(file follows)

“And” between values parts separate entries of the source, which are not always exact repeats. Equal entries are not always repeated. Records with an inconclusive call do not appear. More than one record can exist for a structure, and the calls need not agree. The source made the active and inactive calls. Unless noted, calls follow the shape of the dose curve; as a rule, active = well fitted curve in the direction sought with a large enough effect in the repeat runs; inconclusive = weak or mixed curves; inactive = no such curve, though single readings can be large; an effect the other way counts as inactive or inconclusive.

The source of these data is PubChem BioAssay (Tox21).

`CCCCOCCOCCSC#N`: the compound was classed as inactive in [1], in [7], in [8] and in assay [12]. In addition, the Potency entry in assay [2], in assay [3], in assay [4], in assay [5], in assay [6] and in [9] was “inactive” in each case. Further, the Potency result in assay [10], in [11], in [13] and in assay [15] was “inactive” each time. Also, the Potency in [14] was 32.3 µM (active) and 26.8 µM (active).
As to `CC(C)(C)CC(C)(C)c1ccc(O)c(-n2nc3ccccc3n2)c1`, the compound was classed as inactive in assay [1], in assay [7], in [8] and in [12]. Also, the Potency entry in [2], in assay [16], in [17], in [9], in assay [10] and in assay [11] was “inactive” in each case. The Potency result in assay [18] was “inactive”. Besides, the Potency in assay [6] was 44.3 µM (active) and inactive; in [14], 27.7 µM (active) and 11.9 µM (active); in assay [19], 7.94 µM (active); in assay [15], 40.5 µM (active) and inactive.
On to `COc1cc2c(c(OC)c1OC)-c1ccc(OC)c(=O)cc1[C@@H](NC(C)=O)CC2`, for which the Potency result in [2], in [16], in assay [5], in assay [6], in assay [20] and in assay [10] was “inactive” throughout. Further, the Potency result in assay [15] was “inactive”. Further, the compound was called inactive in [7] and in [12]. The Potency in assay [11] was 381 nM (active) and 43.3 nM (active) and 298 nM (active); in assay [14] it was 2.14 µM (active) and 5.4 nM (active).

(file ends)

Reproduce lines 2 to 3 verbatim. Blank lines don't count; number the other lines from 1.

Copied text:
The source of these data is PubChem BioAssay (Tox21).

`CCCCOCCOCCSC#N`: the compound was classed as inactive in [1], in [7], in [8] and in assay [12]. In addition, the Potency entry in assay [2], in assay [3], in assay [4], in assay [5], in assay [6] and in [9] was “inactive” in each case. Further, the Potency result in assay [10], in [11], in [13] and in assay [15] was “inactive” each time. Also, the Potency in [14] was 32.3 µM (active) and 26.8 µM (active).